Once a fortnight, I’ve started this thing where we try to have a Sunday Roast.  Every time I open the freezer, I see the meat ready for roasting and I wink at it and whisper “soon!”.  Today was Roast Day.  I’ve been known in the past to let the day get away from me before getting the roast on and thus have a late dinner with psycho children too tired to eat, but not so today!  At 1:30pm I lovingly salted and oiled the meat, placed it on a bed of onions and surrounded it with garlic.  I chopped and parboiled the veggies and put them in the oven too.  I then turned the oven right down low, put on the exhaust fan and got the kids ready to go see my grandma. When we got home we would have roast!

On the way home from the hospital it was bitter cold and pouring down rain.  As we drove along with headlights on, we all shared one smug thought:  Roast.  Put children in warm pyjamas, fill their bellies with roast beef and they’ll be in bed asleep faster than you can say “Downton Abbey”!

As we pulled into the driveway, I said in my most important voice, “Mr Knightley, you unload the kids.  I must go in and check on The Roast!”

My first sign that something might have gone wrong was the smell of smoke.  It would seem the roast had ‘caught’.  Then I got to the kitchen.

My delightful two-year-old son, who loves to help Mummy in the kitchen, had turned the oven up to maximum before we left the house.  The kitchen was rather smoky (would have been much more so, had the fan not been on).  And the Roast was a blackened crisp.

Many things happened then:  I stormed about the house yelling to no one in particular about how hard my life is;  Matlida burst into very loud, impassioned sobs to which Mr Knightley and I (I’m very ashamed to say) growled in unison “Don’t YOU start!”;  Harry, confused as to why everyone seemed so cross at him, set to destroying the house with a kitchen whisk; Christopher Robin asked “what’s for dinner?” and Annie gurgled and kicked in amusement.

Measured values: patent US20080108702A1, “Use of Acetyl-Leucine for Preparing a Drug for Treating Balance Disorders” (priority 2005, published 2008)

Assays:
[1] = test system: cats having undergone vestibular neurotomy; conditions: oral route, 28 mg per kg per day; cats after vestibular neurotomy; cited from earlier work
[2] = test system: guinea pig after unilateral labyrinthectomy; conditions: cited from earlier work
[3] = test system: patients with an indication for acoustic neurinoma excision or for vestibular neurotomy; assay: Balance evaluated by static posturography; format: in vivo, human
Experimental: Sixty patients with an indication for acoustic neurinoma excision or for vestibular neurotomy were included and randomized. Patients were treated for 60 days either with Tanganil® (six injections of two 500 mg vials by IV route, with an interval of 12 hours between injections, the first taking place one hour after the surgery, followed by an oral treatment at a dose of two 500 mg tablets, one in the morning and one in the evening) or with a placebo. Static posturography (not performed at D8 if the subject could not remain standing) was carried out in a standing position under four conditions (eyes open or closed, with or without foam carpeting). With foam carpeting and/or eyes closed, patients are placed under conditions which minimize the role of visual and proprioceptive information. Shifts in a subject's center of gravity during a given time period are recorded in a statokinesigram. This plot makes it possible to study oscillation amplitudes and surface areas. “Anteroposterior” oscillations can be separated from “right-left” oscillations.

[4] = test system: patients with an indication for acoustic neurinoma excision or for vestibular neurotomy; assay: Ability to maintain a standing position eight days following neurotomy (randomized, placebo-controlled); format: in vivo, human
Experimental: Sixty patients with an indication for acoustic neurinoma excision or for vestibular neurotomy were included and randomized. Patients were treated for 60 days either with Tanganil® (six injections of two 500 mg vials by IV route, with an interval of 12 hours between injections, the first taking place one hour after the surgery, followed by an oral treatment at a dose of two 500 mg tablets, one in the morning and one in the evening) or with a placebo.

Mr Knightley, with an air of grim determination, retrieved the smoking, shrunken black mass from the oven and tried to carve it.  Beneath the thick black crust there was a little bit of good meat to pick at (Mr Knightley gave me the nicest piece).  It felt like Tiny Tim’s family from A Christmas Carol.

We had tinned soup and toasted muffins for dinner.

Afterwards, as we were cleaning up, Mr Knightley did a bit of wistful poking around the charred remains of what were once vegetables and presented me with a small morsel of onion.  “Taste this” he said in a kind voice “It’s perfectly caramelised”

On My Hook

One of the things I will be writing about in this blog is my Adventures in Crochet and this is one such post.  I thought I’d share some hooky decisions I had to make today – perhaps you could give me some advice?

Yellow Gumdrop Hat

So here’s a hat I’m making for my friend’s baby.  I found the pattern for free on Ravelry, called the Elfin Baby Set (see here).  I was very disciplined and used yarn from my ever-growing stash to make it.  I think it needs edging in a contrasting colour to make it more interesting, but not much goes with pale yellow (in my mind at least).  Here’s what I’ve come up with:

Should I choose the cream?

So this is cream coloured yarn, very classic, but a little blah.

or the rainbow?

And this is a lovely rich rainbow yarn – too overpowering?  Do you think I can get away with it?
I’m leaning towards this one, I think.

Now on to problem number two.  And it’s another baby hat.  I’m making this one for a bigger baby – I made her booties initially but made them too small and kept forgetting to give them so now it’s just embarrassing, which is why it’s so super-important that I get this hat right.  In the meantime, I hope the baby’s head doesn’t have some freak growth spurt because that would just make me cry.
This one is called Shell Stitch Beanie and the pattern is by Betsy at The Dainty Daisy.  I made this one with some gorgeous wool I got for a bargain from the Bendigo Wool Mills.  It wasn’t until I started making it, though, that I realised why I got the wool so cheap – and why it was in a bag.  Ladies and Gentlemen, the hat you see before you is the hat that remnants made:

Shell Stitch Beanie

I hope it holds together!  It has that many different bits!  Now here’s my problem.  I want to sew on a cream-coloured flower with a button in the middle and my plan was to use a wooden button (mmm…).  But it turns out there is NO wooden button in my extensive button collection (grrr…).  So here are my other options:

Which Button?

Or I suppose I could drag four children into the not-so-local haberdashery superstore to purchase a single wooden button…

What do you think?